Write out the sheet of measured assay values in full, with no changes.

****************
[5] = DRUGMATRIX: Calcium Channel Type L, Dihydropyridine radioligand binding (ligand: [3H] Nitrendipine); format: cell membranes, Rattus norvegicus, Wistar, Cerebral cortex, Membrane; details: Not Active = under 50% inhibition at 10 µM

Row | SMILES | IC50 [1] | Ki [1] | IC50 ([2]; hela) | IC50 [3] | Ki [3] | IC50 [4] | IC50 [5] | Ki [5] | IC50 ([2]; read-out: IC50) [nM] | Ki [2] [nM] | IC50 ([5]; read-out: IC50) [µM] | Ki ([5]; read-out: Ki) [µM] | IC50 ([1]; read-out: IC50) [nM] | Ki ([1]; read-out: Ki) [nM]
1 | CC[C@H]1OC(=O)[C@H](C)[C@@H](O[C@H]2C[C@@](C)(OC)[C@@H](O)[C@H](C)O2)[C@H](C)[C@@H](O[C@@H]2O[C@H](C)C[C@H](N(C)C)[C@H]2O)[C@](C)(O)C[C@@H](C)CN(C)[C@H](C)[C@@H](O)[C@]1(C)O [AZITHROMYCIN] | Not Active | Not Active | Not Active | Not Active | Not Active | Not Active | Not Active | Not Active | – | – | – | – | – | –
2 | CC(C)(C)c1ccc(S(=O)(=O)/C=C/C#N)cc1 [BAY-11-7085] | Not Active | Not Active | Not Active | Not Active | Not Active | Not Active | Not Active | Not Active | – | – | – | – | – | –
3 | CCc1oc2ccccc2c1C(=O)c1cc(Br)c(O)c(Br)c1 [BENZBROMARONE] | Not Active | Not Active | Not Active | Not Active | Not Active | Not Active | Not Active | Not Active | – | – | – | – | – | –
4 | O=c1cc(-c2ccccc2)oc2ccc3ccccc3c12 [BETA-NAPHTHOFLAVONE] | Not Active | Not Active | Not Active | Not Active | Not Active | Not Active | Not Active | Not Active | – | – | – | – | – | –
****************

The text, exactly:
[5] = DRUGMATRIX: Calcium Channel Type L, Dihydropyridine radioligand binding (ligand: [3H] Nitrendipine); format: cell membranes, Rattus norvegicus, Wistar, Cerebral cortex, Membrane; details: Not Active = under 50% inhibition at 10 µM

Row | SMILES | IC50 [1] | Ki [1] | IC50 ([2]; hela) | IC50 [3] | Ki [3] | IC50 [4] | IC50 [5] | Ki [5] | IC50 ([2]; read-out: IC50) [nM] | Ki [2] [nM] | IC50 ([5]; read-out: IC50) [µM] | Ki ([5]; read-out: Ki) [µM] | IC50 ([1]; read-out: IC50) [nM] | Ki ([1]; read-out: Ki) [nM]
1 | CC[C@H]1OC(=O)[C@H](C)[C@@H](O[C@H]2C[C@@](C)(OC)[C@@H](O)[C@H](C)O2)[C@H](C)[C@@H](O[C@@H]2O[C@H](C)C[C@H](N(C)C)[C@H]2O)[C@](C)(O)C[C@@H](C)CN(C)[C@H](C)[C@@H](O)[C@]1(C)O [AZITHROMYCIN] | Not Active | Not Active | Not Active | Not Active | Not Active | Not Active | Not Active | Not Active | – | – | – | – | – | –
2 | CC(C)(C)c1ccc(S(=O)(=O)/C=C/C#N)cc1 [BAY-11-7085] | Not Active | Not Active | Not Active | Not Active | Not Active | Not Active | Not Active | Not Active | – | – | – | – | – | –
3 | CCc1oc2ccccc2c1C(=O)c1cc(Br)c(O)c(Br)c1 [BENZBROMARONE] | Not Active | Not Active | Not Active | Not Active | Not Active | Not Active | Not Active | Not Active | – | – | – | – | – | –
4 | O=c1cc(-c2ccccc2)oc2ccc3ccccc3c12 [BETA-NAPHTHOFLAVONE] | Not Active | Not Active | Not Active | Not Active | Not Active | Not Active | Not Active | Not Active | – | – | – | – | – | –